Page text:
The main set piece of the film is a rescue mission that goes wrong.  While it telegraphs what is going to happen next in a misjudged moment of dialogue while the unit get on the the helicopter, the set piece that follows, while lessened by the knowledge of whats about to happen next, is still beautifully executed.  The going from wonder at the creatures that run along side their Humvees, to the grim reality of combat is handled in a way that is shocking, not gratuitous and propels us further into the decent of our leads.  The final half hour is a journey through a blasted wilderness, salvation coming from a unexpected place and a finale that asks us the same question as the original did so well, who really are the monsters?

As a first feature, Tom Green has crafted a remarkable film.  Taking Gareth Edwards' premise and expanding it in a creative and inventive way, he has made an impressive picture and dispelled my fears of cashing in on the original.  Keeley and Dempsie, as is the whole cast to be fair, are very good, committing to their roles and allowing their characters to descend to the dark places required.  But for me, it was Johnny Harris, who I really only know from This Is England '86 and '88, who really blew me away.  The commitment to go where Frater goes, to surround himself in the darkness that Frater is lost in, is an impressive feat and is the standout performance in a film that has a few of them.  I will certainly pay up to see what Green and Harris get up to next.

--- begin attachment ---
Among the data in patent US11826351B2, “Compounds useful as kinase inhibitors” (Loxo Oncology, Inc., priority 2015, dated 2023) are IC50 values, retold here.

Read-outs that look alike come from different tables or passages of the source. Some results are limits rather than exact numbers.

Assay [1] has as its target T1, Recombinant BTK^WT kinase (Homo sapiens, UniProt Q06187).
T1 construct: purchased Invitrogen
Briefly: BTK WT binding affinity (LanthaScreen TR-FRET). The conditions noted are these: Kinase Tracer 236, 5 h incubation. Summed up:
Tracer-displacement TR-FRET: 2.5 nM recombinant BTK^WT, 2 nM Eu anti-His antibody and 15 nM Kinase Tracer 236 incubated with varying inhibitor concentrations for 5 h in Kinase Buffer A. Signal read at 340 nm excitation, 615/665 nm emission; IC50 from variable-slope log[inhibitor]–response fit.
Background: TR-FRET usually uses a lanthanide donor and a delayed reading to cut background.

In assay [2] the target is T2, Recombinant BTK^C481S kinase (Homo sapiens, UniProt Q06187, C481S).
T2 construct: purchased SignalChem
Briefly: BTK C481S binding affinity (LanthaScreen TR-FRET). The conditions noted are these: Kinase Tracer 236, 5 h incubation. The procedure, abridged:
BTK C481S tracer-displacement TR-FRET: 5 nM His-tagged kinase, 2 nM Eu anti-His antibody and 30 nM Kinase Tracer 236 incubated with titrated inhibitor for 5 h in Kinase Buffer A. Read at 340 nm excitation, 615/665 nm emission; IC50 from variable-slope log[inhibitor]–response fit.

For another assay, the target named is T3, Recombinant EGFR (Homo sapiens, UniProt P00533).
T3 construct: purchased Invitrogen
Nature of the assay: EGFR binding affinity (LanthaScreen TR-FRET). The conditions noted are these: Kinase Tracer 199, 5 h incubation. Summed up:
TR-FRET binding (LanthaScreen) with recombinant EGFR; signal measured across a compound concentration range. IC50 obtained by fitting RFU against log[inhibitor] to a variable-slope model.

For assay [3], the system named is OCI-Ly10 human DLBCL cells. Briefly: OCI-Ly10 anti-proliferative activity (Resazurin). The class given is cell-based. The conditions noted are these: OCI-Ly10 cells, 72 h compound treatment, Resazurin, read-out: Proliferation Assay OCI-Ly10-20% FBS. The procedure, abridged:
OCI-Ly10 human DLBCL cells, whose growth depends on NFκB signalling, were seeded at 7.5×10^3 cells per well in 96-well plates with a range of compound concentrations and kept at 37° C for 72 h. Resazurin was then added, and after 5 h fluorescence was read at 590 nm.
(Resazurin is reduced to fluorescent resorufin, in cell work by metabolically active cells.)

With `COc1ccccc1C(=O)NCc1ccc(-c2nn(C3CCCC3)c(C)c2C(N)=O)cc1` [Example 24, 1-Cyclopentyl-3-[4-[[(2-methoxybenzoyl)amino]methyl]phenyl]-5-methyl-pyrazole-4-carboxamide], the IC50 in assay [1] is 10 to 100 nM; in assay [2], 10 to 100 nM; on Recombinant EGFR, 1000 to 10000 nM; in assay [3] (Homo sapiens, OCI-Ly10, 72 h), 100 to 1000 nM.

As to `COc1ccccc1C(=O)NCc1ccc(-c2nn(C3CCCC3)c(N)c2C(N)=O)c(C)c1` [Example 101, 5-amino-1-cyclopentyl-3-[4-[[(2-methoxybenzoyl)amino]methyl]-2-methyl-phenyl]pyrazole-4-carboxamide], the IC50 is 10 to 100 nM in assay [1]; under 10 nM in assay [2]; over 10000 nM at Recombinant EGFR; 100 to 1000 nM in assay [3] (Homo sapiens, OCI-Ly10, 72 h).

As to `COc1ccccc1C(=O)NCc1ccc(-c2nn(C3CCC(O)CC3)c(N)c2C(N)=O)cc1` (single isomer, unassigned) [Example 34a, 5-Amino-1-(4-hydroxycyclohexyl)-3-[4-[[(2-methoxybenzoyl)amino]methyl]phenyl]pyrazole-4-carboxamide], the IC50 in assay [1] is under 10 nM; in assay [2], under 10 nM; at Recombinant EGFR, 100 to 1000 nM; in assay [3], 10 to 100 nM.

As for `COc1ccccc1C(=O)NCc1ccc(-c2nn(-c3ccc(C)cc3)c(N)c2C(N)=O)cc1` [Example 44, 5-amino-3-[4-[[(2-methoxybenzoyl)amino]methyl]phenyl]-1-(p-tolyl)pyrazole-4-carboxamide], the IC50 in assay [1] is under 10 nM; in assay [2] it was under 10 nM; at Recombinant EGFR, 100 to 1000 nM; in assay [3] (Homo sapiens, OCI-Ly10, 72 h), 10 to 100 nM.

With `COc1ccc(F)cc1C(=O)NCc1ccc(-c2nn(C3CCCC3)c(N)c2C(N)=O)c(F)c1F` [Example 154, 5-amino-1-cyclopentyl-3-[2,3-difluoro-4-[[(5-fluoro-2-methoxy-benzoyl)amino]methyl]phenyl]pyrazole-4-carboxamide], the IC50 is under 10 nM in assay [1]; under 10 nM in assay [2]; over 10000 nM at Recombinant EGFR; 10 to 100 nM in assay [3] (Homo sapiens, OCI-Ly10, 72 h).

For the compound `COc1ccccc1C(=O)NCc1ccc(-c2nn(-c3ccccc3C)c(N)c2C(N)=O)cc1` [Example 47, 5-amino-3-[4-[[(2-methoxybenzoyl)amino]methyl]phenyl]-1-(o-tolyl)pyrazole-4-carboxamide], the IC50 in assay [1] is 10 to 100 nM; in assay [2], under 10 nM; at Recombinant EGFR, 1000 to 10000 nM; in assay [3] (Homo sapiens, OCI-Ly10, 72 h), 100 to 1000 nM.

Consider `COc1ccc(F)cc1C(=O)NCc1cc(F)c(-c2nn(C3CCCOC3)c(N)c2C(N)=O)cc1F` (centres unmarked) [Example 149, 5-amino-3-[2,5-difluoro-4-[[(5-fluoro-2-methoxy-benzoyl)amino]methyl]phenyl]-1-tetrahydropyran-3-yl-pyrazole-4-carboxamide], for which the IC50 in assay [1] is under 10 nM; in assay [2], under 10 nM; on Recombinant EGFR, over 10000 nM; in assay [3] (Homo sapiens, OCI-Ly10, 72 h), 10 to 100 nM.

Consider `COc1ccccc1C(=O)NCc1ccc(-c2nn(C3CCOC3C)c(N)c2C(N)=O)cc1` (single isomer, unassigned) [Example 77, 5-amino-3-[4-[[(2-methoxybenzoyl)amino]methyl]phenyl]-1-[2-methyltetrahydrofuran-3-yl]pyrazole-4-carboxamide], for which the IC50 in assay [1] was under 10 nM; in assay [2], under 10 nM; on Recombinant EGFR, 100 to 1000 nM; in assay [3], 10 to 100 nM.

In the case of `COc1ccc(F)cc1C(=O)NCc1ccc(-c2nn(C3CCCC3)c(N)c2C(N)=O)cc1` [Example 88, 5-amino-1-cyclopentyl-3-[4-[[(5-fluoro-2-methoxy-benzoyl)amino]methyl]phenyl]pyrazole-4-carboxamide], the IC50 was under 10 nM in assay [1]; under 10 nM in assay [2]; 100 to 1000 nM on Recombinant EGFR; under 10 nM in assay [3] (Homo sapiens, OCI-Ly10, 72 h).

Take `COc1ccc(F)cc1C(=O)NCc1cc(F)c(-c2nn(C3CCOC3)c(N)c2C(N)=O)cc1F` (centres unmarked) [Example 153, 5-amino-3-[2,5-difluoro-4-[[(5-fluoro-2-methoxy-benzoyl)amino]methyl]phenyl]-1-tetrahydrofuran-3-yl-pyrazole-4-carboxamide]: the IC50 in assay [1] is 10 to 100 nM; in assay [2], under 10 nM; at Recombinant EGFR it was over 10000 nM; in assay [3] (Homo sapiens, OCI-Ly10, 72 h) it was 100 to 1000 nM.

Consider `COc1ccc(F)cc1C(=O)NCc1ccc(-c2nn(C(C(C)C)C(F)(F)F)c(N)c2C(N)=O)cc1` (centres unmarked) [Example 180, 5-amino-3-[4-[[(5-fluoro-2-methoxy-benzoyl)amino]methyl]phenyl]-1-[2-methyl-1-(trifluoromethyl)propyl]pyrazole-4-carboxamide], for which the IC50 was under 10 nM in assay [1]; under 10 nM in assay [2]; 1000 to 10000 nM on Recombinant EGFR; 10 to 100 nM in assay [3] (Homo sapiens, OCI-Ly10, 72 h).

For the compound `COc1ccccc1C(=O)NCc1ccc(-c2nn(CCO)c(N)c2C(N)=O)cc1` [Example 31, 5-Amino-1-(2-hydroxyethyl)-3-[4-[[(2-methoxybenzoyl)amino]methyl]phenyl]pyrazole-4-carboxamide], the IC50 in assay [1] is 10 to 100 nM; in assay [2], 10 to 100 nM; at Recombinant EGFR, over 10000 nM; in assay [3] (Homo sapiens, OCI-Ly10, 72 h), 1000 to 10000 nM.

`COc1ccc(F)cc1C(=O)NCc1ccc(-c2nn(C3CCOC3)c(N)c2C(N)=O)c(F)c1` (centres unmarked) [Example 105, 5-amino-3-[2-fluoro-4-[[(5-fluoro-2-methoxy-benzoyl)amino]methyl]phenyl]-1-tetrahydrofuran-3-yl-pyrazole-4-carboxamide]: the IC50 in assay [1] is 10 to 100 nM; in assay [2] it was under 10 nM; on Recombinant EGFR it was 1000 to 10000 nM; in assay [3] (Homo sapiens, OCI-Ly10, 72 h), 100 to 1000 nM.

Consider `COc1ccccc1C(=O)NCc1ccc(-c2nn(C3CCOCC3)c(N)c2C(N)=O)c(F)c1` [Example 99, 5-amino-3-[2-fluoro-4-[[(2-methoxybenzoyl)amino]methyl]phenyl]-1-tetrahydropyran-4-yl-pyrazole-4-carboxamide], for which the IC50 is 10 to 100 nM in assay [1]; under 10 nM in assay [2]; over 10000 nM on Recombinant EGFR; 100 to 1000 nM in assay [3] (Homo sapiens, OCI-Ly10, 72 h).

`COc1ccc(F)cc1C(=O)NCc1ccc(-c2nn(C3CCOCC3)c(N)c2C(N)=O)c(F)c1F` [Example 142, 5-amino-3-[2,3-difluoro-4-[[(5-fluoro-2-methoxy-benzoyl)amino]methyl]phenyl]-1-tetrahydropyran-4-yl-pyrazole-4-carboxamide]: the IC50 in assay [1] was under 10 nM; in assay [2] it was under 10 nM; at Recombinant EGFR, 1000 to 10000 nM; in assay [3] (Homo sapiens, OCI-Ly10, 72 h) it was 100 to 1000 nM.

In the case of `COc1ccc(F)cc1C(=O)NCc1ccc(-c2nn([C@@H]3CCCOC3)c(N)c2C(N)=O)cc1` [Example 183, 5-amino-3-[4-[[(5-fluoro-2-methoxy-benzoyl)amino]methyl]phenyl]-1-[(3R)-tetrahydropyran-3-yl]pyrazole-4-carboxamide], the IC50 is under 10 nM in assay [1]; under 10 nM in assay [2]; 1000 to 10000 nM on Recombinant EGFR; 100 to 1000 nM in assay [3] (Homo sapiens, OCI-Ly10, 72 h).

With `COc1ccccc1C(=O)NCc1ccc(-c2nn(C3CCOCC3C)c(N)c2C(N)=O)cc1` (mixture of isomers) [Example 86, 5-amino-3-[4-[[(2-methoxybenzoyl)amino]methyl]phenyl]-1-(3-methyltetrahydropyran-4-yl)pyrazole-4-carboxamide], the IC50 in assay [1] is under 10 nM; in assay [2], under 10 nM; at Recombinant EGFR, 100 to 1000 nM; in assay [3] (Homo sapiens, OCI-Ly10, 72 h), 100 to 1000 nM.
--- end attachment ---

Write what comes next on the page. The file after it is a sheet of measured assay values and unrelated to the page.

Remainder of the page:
I've danced around the plot as best I could to let the film unfold for you as it did me.  The trailers are misleading and the film is very thoughtful, asking big questions over interventionism and involvement in things we, the west, don't understand.  It is a very timely film.  It is not without its problems, shaky dialogue in places, a bit too much "Basil Exposition" in others and the aforementioned telegraphed "this is what happens next" scene are all that jarred and took me momentarily out of the zone, but these, and maybe about fifteen minutes too many in length, are minor points to raise.  Science Fiction throughout the last hundred years has been used by writers and filmakers to ask the big questions.  You can approach Monsters: Dark Continent as a pure sci-fi action romp and there is more than enough of that to make you happy you spend your ticket fee.  But scratch a little deeper and this film opens up to you in a why I found surprising and seriously thought provoking.  Monsters: Dark Continent is an impressive film which I seriously hopes find it's audience and gets the attention it truly deserves.